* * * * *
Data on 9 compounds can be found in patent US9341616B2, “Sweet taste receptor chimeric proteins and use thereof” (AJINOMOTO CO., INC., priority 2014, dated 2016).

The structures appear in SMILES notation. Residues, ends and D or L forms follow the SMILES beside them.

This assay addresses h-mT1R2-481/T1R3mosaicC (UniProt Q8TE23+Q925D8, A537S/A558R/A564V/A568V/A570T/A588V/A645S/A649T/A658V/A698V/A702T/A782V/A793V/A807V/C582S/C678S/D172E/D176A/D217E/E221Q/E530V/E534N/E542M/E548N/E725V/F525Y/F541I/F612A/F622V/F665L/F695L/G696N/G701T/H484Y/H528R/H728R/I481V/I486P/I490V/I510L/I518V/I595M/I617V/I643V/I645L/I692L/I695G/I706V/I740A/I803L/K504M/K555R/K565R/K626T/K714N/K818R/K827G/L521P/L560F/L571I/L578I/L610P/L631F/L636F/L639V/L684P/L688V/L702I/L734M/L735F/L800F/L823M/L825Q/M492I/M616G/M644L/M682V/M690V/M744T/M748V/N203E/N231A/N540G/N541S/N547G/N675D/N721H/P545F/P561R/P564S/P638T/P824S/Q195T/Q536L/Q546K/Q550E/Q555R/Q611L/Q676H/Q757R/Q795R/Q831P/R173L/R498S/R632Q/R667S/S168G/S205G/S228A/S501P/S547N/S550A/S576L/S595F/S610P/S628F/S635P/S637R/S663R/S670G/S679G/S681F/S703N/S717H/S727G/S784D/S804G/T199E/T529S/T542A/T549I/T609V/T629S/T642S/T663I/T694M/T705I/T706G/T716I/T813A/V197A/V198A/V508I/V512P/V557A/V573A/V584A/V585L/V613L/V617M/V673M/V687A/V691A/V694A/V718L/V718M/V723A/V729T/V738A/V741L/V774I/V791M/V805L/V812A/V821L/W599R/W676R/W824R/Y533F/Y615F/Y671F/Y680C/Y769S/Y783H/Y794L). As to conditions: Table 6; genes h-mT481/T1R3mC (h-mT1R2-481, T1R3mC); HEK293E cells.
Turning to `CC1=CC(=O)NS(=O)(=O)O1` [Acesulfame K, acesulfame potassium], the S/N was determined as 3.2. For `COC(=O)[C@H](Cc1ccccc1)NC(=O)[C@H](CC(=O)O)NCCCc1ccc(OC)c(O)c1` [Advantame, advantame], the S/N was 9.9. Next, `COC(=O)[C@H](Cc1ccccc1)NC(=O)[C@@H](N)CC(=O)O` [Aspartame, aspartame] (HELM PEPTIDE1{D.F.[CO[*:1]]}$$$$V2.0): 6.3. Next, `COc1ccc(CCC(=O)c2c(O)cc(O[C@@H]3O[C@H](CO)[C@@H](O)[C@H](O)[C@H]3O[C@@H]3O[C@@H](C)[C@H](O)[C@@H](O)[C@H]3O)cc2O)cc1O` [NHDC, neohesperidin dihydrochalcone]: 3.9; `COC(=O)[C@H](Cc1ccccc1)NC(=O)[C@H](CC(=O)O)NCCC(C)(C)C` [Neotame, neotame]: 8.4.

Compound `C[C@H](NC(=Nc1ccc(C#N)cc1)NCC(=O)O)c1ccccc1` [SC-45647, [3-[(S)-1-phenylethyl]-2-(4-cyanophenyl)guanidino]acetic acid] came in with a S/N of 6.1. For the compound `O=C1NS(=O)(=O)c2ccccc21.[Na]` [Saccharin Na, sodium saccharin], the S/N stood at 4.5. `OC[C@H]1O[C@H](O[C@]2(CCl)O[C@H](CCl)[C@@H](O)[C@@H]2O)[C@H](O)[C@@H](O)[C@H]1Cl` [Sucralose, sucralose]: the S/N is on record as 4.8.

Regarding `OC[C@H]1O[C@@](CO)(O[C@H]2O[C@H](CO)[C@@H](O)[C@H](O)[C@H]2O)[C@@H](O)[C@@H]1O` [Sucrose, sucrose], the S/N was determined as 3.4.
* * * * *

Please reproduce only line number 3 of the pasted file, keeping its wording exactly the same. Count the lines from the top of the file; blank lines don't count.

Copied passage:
This assay addresses h-mT1R2-481/T1R3mosaicC (UniProt Q8TE23+Q925D8, A537S/A558R/A564V/A568V/A570T/A588V/A645S/A649T/A658V/A698V/A702T/A782V/A793V/A807V/C582S/C678S/D172E/D176A/D217E/E221Q/E530V/E534N/E542M/E548N/E725V/F525Y/F541I/F612A/F622V/F665L/F695L/G696N/G701T/H484Y/H528R/H728R/I481V/I486P/I490V/I510L/I518V/I595M/I617V/I643V/I645L/I692L/I695G/I706V/I740A/I803L/K504M/K555R/K565R/K626T/K714N/K818R/K827G/L521P/L560F/L571I/L578I/L610P/L631F/L636F/L639V/L684P/L688V/L702I/L734M/L735F/L800F/L823M/L825Q/M492I/M616G/M644L/M682V/M690V/M744T/M748V/N203E/N231A/N540G/N541S/N547G/N675D/N721H/P545F/P561R/P564S/P638T/P824S/Q195T/Q536L/Q546K/Q550E/Q555R/Q611L/Q676H/Q757R/Q795R/Q831P/R173L/R498S/R632Q/R667S/S168G/S205G/S228A/S501P/S547N/S550A/S576L/S595F/S610P/S628F/S635P/S637R/S663R/S670G/S679G/S681F/S703N/S717H/S727G/S784D/S804G/T199E/T529S/T542A/T549I/T609V/T629S/T642S/T663I/T694M/T705I/T706G/T716I/T813A/V197A/V198A/V508I/V512P/V557A/V573A/V584A/V585L/V613L/V617M/V673M/V687A/V691A/V694A/V718L/V718M/V723A/V729T/V738A/V741L/V774I/V791M/V805L/V812A/V821L/W599R/W676R/W824R/Y533F/Y615F/Y671F/Y680C/Y769S/Y783H/Y794L). As to conditions: Table 6; genes h-mT481/T1R3mC (h-mT1R2-481, T1R3mC); HEK293E cells.